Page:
Google lets uneasy Germans opt out of 'Street View'
Google said Tuesday it would allow Germans to opt out of its disputed Street View navigation service ahead of its launch in the country this year but privacy watchdogs were still not happy.
The move is part of an effort to placate German authorities, who have serious concerns about the service that allows users to view online panoramic still photos at street level taken using specially equipped vehicles.
"Google will roll out Street View for the 20 biggest German cities by the end of the year," the company said in a statement, meaning Germany will join the list of 23 countries featured on Street View.
The service, launched in 2007, allows users to view street scenes on Google Maps and "walk" through cities such as New York, Paris or Hong Kong on their computers or smartphones.
But Street View has been dogged by legal problems. On Tuesday South Korean police searched Google offices on suspicion of breaching privacy laws while collecting information for the service.
The debate has been particularly heated in Germany, where authorities forced concessions from the Internet giant.
"Germany had very unique experiences with data protection during the two dictatorships," under the Nazis and the East German communists, said Internet specialist Falk Lueke of the VBVZ consumers association.
Uniquely for Germany, Google will launch a campaign Wednesday informing citizens concerned about safety or privacy how they can have pictures of their homes or businesses pixelled out before they are published.
"Renters or owners can apply to have their building made unrecognisable before the pictures are published online" from next week, the company said.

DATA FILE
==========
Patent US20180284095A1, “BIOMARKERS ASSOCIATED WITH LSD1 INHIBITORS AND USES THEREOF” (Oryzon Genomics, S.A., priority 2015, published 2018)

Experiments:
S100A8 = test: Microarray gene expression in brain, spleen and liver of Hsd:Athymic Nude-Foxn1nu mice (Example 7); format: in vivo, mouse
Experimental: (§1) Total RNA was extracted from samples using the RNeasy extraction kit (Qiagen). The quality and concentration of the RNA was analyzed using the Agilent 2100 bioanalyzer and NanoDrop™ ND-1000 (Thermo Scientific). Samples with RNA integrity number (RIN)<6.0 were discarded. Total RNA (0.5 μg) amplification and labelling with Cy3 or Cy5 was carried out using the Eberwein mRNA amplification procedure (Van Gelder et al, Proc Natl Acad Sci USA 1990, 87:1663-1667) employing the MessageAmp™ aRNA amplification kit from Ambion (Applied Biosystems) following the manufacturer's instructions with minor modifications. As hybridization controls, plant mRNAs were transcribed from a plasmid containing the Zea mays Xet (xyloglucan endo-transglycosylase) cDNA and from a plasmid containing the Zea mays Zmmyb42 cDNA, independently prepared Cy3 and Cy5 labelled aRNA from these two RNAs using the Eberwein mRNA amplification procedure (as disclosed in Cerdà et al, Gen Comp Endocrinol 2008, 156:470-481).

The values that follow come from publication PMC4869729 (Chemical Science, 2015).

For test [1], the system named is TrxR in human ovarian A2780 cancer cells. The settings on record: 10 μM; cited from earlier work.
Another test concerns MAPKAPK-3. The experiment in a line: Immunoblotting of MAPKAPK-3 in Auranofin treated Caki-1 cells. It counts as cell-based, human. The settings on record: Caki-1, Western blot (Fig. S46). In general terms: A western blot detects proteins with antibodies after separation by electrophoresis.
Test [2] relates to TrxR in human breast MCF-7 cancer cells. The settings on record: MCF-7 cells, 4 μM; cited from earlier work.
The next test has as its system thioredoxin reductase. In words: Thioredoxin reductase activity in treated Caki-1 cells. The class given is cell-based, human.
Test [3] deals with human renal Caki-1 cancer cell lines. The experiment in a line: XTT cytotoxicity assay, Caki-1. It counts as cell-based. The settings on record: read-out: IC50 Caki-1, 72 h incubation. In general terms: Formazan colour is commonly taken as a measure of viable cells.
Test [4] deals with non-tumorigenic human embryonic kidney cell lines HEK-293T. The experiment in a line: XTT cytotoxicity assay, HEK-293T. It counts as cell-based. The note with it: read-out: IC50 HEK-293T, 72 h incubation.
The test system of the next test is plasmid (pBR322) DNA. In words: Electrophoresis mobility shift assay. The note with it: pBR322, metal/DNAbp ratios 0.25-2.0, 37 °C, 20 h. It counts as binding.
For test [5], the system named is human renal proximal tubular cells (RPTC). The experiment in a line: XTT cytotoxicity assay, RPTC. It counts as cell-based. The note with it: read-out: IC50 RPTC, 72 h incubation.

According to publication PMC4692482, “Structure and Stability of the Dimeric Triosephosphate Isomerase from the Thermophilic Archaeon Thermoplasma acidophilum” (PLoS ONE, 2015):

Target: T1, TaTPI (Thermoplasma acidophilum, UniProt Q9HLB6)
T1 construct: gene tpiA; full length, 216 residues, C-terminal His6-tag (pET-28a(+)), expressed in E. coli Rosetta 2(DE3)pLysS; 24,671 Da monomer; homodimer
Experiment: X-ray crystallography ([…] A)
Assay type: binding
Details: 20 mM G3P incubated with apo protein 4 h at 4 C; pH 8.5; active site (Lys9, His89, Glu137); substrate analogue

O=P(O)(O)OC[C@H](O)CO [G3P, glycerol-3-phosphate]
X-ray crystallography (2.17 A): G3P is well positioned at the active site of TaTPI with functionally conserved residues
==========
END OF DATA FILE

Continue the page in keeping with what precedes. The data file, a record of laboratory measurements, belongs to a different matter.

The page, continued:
Google already blocks out people's faces and car number plates in the other countries featured on Street View and will also do so in Germany.
In April Consumer Affairs Minister Ilse Aigner and Google reached an agreement after a lengthy dispute under which the company would only provide Street View images from Germany after it had addressed privacy concerns.
Aigner, a fierce defender of privacy rights online, made headlines in June when said she would delete her Facebook profile over data protection issues.
She welcomed Google's concessions as a victory for her hardline stance.
"My demands and the public debate about Google publishing information about homes and property on the Internet have borne fruit," her ministry said in a statement.
Google's announcement failed to silence the most vocal critics, who said the opt-out policy was far too complicated.
Johannes Caspar, the commissioner for data protection and freedom of information in Hamburg, where Google's German unit is based, said he was "stunned" about the quick roll-out.
"My concerns about implementing these complex opt-out proceedings were unfortunately not respected," said Caspar, who was involved in the initial negotiations with the company,
He noted that Google was launching the campaign when many Germans are still away on their summer holidays and was limiting it to four weeks, after which photographs can only be pulled from the Web post-publication.
Lueke said the launch would be an experiment for Google and Germany.
"Many problems will only be identifiable once the software is launched," Lueke said. "For example, will faces be better pixelled out than in Britain, where you can still recognise them?"
The company noted, however, that Germans were already among its most avid users of Street View when making their travel plans abroad, with nearly one million clicks per day.
"That is the problem: no one wants to see his house on the Internet. But everybody wants to find photos of their vacation rental," Lueke said.
© 2010 AFP